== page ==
How much room do they need? This will be one of the factors which dictates the number of animals you can accommodate. If you are planning a breeding herd or are looking to fibre production, you will need space for a larger herd. For this, the recommended stocking rate is five to six animals per acre as long as there is always adequate grazing available. Even though alpacas do not generally challenge fences, you will need to enclose your paddock with something like a four-foot sheep stock netting, post-and-rail or electric-tape fencing.

Do not use barbed wire. Paddocks need regular cleaning but as alpacas tend to choose specific soiling areas, this is a relatively easy task. Paddocks should include an area of dry ground as in prolonged wet periods, alpacas can get foot rot, although this is not common. With their soft pads, the animals tend not to poach the ground.

Will they need shelter? Your alpacas will be happy living outside year-round but you should provide some shelter in the form of a hedge, trees or a purpose-built field shelter.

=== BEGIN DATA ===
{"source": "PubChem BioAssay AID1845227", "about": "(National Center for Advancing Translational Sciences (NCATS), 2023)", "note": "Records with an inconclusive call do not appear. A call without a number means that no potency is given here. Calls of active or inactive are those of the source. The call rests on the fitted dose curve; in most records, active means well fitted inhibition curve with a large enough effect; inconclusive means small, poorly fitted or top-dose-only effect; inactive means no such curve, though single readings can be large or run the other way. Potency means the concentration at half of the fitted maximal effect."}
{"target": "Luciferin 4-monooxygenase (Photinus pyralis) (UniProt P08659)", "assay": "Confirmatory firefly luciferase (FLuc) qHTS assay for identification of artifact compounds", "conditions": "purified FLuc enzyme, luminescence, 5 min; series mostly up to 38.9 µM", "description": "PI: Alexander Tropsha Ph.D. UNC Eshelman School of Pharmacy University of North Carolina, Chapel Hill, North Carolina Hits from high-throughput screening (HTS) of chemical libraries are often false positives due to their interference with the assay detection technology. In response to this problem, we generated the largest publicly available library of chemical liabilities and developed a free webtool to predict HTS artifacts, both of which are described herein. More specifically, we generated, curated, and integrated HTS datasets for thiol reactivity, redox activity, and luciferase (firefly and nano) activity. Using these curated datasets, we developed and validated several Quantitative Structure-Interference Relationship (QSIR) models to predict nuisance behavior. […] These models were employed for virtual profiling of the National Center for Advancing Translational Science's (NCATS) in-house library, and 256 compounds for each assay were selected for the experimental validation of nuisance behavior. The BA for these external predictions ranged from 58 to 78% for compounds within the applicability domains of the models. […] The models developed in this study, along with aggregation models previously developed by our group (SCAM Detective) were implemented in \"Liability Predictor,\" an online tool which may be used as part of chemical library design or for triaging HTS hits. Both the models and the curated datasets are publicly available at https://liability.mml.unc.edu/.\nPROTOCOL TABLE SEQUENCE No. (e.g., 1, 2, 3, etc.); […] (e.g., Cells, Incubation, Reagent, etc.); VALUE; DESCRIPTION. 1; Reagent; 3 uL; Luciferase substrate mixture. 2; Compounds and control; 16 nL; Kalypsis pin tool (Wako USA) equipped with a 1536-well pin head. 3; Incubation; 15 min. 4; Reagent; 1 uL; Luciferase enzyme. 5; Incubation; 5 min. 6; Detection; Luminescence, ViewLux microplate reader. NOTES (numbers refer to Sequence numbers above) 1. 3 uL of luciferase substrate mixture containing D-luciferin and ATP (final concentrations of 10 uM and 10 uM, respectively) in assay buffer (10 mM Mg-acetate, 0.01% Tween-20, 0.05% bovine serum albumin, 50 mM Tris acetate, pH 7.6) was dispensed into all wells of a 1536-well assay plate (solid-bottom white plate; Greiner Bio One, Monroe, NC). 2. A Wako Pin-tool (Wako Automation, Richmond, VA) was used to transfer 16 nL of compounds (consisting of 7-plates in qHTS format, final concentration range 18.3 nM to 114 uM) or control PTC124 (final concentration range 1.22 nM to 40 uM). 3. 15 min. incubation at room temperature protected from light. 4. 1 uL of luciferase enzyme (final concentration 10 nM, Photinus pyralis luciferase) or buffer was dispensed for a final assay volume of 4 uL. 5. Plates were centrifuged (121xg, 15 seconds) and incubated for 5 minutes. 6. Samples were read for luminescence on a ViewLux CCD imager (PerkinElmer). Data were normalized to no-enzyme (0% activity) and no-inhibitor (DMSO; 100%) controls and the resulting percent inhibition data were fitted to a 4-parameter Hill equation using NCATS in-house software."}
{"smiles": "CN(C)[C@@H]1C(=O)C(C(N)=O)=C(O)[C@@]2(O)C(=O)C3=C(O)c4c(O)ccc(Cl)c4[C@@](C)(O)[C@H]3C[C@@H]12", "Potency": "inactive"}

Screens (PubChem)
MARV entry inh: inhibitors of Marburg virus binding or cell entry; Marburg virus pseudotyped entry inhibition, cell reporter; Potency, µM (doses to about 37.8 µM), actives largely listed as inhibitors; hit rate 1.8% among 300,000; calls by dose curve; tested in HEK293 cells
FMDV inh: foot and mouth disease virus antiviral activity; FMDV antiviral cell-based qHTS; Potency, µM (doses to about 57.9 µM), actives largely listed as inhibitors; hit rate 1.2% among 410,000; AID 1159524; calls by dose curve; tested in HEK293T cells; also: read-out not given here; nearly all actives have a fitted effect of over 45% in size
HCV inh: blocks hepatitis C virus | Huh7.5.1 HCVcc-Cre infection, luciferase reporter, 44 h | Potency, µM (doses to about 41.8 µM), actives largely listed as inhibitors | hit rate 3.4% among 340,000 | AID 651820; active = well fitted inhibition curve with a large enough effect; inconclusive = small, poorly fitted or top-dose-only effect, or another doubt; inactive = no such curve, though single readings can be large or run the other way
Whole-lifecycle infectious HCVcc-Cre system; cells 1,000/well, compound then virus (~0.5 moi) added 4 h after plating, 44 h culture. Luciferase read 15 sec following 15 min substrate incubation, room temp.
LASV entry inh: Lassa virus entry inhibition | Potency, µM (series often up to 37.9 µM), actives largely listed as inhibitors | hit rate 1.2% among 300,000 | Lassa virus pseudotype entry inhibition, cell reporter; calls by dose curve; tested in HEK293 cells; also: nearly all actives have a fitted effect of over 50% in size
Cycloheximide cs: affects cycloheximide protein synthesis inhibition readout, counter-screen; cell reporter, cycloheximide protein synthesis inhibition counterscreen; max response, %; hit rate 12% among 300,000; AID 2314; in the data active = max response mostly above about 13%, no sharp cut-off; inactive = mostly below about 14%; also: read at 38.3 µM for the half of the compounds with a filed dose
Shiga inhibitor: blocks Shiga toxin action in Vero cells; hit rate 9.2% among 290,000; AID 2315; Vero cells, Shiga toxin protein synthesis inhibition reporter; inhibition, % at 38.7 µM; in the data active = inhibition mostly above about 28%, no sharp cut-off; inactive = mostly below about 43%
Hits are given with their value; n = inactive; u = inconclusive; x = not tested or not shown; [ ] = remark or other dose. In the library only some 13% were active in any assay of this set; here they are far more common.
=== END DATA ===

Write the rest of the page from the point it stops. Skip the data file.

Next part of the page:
Do they have special feeding requirements? Alpacas must have constant access to clean drinking water. Because of their need for dry matter, you will also need to provide hay or haylage, particularly in winter.

This should be protected from the weather to prevent spoilage. A supplemental concentrate feed is useful, particularly in winter. This is particularly important for pregnant or lactating females. Various commercial feeds are available, formulated to the alpaca's requirements.